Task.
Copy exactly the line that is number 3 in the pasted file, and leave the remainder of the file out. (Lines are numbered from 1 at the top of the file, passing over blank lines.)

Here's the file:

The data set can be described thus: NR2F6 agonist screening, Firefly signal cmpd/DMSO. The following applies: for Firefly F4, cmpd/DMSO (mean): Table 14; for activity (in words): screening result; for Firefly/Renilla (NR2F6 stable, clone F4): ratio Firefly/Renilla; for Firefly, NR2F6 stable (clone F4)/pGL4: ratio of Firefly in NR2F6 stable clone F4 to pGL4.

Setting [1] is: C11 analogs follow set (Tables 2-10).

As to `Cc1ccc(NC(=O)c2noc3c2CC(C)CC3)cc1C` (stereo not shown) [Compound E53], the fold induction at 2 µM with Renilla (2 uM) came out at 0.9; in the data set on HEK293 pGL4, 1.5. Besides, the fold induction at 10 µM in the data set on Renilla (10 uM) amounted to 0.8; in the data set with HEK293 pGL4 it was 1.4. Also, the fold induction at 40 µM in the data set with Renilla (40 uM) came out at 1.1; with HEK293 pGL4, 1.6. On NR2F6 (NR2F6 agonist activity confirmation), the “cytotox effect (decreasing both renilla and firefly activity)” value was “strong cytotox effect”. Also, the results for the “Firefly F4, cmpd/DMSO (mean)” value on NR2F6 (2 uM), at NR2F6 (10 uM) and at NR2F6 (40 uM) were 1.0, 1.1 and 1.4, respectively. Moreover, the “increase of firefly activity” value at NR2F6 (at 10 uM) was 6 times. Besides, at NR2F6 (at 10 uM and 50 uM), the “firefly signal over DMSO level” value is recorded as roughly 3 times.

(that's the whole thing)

As to `Cc1ccc(NC(=O)c2noc3c2CC(C)CC3)cc1C` (stereo not shown) [Compound E53], the fold induction at 2 µM with Renilla (2 uM) came out at 0.9; in the data set on HEK293 pGL4, 1.5. Besides, the fold induction at 10 µM in the data set on Renilla (10 uM) amounted to 0.8; in the data set with HEK293 pGL4 it was 1.4. Also, the fold induction at 40 µM in the data set with Renilla (40 uM) came out at 1.1; with HEK293 pGL4, 1.6. On NR2F6 (NR2F6 agonist activity confirmation), the “cytotox effect (decreasing both renilla and firefly activity)” value was “strong cytotox effect”. Also, the results for the “Firefly F4, cmpd/DMSO (mean)” value on NR2F6 (2 uM), at NR2F6 (10 uM) and at NR2F6 (40 uM) were 1.0, 1.1 and 1.4, respectively. Moreover, the “increase of firefly activity” value at NR2F6 (at 10 uM) was 6 times. Besides, at NR2F6 (at 10 uM and 50 uM), the “firefly signal over DMSO level” value is recorded as roughly 3 times.